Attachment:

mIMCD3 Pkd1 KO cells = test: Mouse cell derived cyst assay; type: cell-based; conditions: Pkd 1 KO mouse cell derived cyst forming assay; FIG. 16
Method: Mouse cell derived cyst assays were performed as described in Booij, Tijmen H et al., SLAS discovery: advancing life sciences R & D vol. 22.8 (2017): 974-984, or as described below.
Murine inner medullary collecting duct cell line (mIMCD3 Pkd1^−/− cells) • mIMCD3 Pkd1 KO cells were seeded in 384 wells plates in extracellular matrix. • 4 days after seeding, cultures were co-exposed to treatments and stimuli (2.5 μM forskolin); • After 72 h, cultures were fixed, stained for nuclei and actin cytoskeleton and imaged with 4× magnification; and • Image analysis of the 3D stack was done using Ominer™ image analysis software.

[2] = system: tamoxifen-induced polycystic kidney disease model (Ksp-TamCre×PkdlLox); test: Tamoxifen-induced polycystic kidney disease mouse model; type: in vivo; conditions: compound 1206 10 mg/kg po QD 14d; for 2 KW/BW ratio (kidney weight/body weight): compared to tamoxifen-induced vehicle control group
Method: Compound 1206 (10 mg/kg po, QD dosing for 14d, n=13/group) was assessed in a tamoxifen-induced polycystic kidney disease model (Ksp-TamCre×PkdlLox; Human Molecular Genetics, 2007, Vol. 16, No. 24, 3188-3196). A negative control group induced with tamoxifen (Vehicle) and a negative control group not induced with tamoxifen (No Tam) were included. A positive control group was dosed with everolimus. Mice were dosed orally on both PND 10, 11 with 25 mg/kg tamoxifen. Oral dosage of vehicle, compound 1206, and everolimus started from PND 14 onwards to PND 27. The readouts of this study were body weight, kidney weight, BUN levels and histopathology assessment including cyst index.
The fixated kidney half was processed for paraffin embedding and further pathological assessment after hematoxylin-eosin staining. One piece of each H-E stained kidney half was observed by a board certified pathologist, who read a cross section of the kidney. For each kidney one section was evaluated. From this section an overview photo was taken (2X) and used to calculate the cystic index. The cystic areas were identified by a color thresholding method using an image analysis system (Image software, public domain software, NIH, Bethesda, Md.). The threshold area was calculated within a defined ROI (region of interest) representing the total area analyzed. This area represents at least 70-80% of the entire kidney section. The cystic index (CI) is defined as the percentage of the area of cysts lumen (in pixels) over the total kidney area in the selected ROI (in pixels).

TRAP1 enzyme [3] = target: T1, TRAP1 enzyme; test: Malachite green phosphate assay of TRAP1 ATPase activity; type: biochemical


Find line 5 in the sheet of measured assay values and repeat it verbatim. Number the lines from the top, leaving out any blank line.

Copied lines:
Method: Compound 1206 (10 mg/kg po, QD dosing for 14d, n=13/group) was assessed in a tamoxifen-induced polycystic kidney disease model (Ksp-TamCre×PkdlLox; Human Molecular Genetics, 2007, Vol. 16, No. 24, 3188-3196). A negative control group induced with tamoxifen (Vehicle) and a negative control group not induced with tamoxifen (No Tam) were included. A positive control group was dosed with everolimus. Mice were dosed orally on both PND 10, 11 with 25 mg/kg tamoxifen. Oral dosage of vehicle, compound 1206, and everolimus started from PND 14 onwards to PND 27. The readouts of this study were body weight, kidney weight, BUN levels and histopathology assessment including cyst index.